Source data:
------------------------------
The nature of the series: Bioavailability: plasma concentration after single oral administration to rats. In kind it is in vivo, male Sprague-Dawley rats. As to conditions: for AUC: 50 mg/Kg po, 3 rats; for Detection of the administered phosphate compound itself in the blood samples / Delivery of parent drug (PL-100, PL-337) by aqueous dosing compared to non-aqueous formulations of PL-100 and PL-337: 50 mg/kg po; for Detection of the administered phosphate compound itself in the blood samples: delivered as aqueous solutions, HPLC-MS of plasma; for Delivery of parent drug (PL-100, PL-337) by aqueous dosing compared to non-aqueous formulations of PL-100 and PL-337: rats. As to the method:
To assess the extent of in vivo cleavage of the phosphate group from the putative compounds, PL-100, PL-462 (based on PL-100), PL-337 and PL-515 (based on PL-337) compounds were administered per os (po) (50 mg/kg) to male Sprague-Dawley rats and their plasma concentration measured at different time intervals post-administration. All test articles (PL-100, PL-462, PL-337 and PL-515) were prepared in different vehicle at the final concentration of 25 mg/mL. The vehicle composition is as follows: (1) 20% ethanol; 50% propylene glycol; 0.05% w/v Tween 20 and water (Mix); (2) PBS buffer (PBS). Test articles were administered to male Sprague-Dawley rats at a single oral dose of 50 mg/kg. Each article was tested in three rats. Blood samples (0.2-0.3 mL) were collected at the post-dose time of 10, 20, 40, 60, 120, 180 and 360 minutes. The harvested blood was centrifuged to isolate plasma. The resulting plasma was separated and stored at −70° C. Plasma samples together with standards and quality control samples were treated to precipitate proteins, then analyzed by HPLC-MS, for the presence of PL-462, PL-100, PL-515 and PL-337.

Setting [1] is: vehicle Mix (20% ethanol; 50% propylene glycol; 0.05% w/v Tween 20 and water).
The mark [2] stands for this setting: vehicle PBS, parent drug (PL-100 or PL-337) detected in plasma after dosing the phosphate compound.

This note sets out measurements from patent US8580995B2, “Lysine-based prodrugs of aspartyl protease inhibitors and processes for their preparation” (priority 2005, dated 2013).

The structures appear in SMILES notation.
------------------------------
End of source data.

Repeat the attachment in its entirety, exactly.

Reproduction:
The nature of the series: Bioavailability: plasma concentration after single oral administration to rats. In kind it is in vivo, male Sprague-Dawley rats. As to conditions: for AUC: 50 mg/Kg po, 3 rats; for Detection of the administered phosphate compound itself in the blood samples / Delivery of parent drug (PL-100, PL-337) by aqueous dosing compared to non-aqueous formulations of PL-100 and PL-337: 50 mg/kg po; for Detection of the administered phosphate compound itself in the blood samples: delivered as aqueous solutions, HPLC-MS of plasma; for Delivery of parent drug (PL-100, PL-337) by aqueous dosing compared to non-aqueous formulations of PL-100 and PL-337: rats. As to the method:
To assess the extent of in vivo cleavage of the phosphate group from the putative compounds, PL-100, PL-462 (based on PL-100), PL-337 and PL-515 (based on PL-337) compounds were administered per os (po) (50 mg/kg) to male Sprague-Dawley rats and their plasma concentration measured at different time intervals post-administration. All test articles (PL-100, PL-462, PL-337 and PL-515) were prepared in different vehicle at the final concentration of 25 mg/mL. The vehicle composition is as follows: (1) 20% ethanol; 50% propylene glycol; 0.05% w/v Tween 20 and water (Mix); (2) PBS buffer (PBS). Test articles were administered to male Sprague-Dawley rats at a single oral dose of 50 mg/kg. Each article was tested in three rats. Blood samples (0.2-0.3 mL) were collected at the post-dose time of 10, 20, 40, 60, 120, 180 and 360 minutes. The harvested blood was centrifuged to isolate plasma. The resulting plasma was separated and stored at −70° C. Plasma samples together with standards and quality control samples were treated to precipitate proteins, then analyzed by HPLC-MS, for the presence of PL-462, PL-100, PL-515 and PL-337.

Setting [1] is: vehicle Mix (20% ethanol; 50% propylene glycol; 0.05% w/v Tween 20 and water).
The mark [2] stands for this setting: vehicle PBS, parent drug (PL-100 or PL-337) detected in plasma after dosing the phosphate compound.

This note sets out measurements from patent US8580995B2, “Lysine-based prodrugs of aspartyl protease inhibitors and processes for their preparation” (priority 2005, dated 2013).

The structures appear in SMILES notation.